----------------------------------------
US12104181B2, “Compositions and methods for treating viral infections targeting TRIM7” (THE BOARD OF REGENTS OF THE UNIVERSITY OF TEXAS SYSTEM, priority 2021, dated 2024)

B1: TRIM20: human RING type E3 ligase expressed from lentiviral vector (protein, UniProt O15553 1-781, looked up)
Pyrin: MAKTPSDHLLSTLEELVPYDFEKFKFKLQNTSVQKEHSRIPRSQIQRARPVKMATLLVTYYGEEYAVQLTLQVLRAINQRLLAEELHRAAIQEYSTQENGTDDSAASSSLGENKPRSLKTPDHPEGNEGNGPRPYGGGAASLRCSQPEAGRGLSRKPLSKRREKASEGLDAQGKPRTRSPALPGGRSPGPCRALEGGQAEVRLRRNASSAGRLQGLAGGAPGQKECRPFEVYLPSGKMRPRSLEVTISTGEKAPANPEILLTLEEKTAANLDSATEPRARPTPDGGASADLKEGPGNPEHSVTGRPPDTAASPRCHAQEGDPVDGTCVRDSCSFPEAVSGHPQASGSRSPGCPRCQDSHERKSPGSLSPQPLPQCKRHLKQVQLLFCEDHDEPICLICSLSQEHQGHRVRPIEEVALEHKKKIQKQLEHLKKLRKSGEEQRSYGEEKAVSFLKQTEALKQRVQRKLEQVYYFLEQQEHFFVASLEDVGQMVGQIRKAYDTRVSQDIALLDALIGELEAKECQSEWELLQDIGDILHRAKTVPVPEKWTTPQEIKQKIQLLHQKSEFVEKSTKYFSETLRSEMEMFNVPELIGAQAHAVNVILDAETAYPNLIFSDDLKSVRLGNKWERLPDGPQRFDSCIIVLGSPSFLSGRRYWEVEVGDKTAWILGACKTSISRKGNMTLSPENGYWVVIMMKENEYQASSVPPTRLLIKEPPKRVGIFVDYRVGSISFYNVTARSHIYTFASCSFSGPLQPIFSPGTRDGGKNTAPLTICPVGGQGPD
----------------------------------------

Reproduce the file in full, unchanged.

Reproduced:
US12104181B2, “Compositions and methods for treating viral infections targeting TRIM7” (THE BOARD OF REGENTS OF THE UNIVERSITY OF TEXAS SYSTEM, priority 2021, dated 2024)

B1: TRIM20: human RING type E3 ligase expressed from lentiviral vector (protein, UniProt O15553 1-781, looked up)
Pyrin: MAKTPSDHLLSTLEELVPYDFEKFKFKLQNTSVQKEHSRIPRSQIQRARPVKMATLLVTYYGEEYAVQLTLQVLRAINQRLLAEELHRAAIQEYSTQENGTDDSAASSSLGENKPRSLKTPDHPEGNEGNGPRPYGGGAASLRCSQPEAGRGLSRKPLSKRREKASEGLDAQGKPRTRSPALPGGRSPGPCRALEGGQAEVRLRRNASSAGRLQGLAGGAPGQKECRPFEVYLPSGKMRPRSLEVTISTGEKAPANPEILLTLEEKTAANLDSATEPRARPTPDGGASADLKEGPGNPEHSVTGRPPDTAASPRCHAQEGDPVDGTCVRDSCSFPEAVSGHPQASGSRSPGCPRCQDSHERKSPGSLSPQPLPQCKRHLKQVQLLFCEDHDEPICLICSLSQEHQGHRVRPIEEVALEHKKKIQKQLEHLKKLRKSGEEQRSYGEEKAVSFLKQTEALKQRVQRKLEQVYYFLEQQEHFFVASLEDVGQMVGQIRKAYDTRVSQDIALLDALIGELEAKECQSEWELLQDIGDILHRAKTVPVPEKWTTPQEIKQKIQLLHQKSEFVEKSTKYFSETLRSEMEMFNVPELIGAQAHAVNVILDAETAYPNLIFSDDLKSVRLGNKWERLPDGPQRFDSCIIVLGSPSFLSGRRYWEVEVGDKTAWILGACKTSISRKGNMTLSPENGYWVVIMMKENEYQASSVPPTRLLIKEPPKRVGIFVDYRVGSISFYNVTARSHIYTFASCSFSGPLQPIFSPGTRDGGKNTAPLTICPVGGQGPD